Git Rewrite History, Removing Old Commits From History

"REWRITING History is a BAD PRACTICE and should AVOID as much as possible".
We recently came across this serious issue with "git" repositories. In our word; "WE MESSED UP OUR REPO". Had several reverts to fix it(But revert again is recorded as commit and so on...). Again needed to revert all revert commits. All these things altogether left us one option; which is the rewriting the history.

This post will show you how to re-write, but this will be an issue if lots of people have based their work on the remote master branch and have pulled that branch in their local repo (But if you haven't push the revert commits into remote repository; this would be the ideal solution).

What we are trying to achieve here is...
  1. go back to a past revision
  2. create and switch to a dummy branch
  3. rename dummy branch into the master.

Yep, That's it!

First we need to rewind back to a specific commit. Below command will move the pointer to a specific commit. The "<SHA1>" is the commit id.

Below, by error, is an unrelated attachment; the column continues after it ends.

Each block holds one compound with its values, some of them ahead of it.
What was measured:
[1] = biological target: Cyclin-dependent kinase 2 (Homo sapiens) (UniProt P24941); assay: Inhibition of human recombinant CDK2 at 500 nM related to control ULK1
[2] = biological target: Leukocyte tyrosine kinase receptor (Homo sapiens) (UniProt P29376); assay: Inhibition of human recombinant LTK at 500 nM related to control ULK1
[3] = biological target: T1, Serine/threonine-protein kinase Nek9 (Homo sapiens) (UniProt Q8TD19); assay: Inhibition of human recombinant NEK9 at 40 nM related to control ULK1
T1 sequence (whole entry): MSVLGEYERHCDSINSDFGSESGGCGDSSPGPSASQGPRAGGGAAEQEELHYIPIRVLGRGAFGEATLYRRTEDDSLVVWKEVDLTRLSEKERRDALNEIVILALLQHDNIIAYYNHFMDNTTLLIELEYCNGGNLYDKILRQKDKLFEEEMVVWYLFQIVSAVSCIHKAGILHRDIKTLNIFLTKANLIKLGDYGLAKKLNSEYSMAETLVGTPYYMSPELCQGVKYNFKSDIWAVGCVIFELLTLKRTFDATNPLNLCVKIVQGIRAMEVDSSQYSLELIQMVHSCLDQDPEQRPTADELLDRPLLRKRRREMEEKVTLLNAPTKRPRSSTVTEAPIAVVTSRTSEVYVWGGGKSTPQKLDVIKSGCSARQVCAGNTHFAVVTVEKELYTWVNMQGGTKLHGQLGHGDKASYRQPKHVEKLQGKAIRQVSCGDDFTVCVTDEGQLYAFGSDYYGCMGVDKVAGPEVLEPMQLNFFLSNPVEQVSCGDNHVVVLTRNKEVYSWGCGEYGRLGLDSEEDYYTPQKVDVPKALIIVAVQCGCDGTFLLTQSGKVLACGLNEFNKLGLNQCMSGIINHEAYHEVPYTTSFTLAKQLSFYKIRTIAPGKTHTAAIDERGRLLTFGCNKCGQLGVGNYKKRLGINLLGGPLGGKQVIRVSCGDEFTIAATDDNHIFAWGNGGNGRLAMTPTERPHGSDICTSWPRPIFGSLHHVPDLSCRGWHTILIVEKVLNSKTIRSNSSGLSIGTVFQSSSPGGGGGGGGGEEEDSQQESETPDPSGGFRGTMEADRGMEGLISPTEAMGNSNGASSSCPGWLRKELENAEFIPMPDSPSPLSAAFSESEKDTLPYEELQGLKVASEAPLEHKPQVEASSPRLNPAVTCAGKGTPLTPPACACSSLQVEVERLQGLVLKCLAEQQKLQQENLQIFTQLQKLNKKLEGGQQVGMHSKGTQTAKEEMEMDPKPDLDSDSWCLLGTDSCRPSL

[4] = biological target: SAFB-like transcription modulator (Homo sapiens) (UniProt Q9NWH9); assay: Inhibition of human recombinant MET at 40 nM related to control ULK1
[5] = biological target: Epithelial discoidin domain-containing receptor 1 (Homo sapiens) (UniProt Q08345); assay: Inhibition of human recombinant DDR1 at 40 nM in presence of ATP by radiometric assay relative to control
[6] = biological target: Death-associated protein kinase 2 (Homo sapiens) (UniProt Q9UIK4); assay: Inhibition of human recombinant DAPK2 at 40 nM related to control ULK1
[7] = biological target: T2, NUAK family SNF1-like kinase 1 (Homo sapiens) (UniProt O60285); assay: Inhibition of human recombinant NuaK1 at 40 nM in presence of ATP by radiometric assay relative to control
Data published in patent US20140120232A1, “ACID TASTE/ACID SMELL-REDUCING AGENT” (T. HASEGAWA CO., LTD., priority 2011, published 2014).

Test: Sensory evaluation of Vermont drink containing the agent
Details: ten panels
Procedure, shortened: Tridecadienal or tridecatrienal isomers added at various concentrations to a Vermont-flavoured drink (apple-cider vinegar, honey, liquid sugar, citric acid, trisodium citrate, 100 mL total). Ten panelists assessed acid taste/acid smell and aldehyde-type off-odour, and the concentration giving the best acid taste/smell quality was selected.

git reset --hard <SHA1>
git status

Should output something similar below. Note that in this example given commit id resulted current branch to move back 10 commits.

On branch master
Your branch is behind 'origin/master' by 10 commits, and can be fast-forwarded.
(use "git pull" to update your local branch)
nothing to commit, working directory clean

Now create a new branch base on the current pointer and switch into it.
git checkout -b temp
As the final step we are renaming our "master" branch into another and "temp" into "master".
git branch -m master old-master #rename master branch into old-master
git branch -m temp master #rename temp branch into master
git push -f origin master #do a force push changes

Rasika Perera

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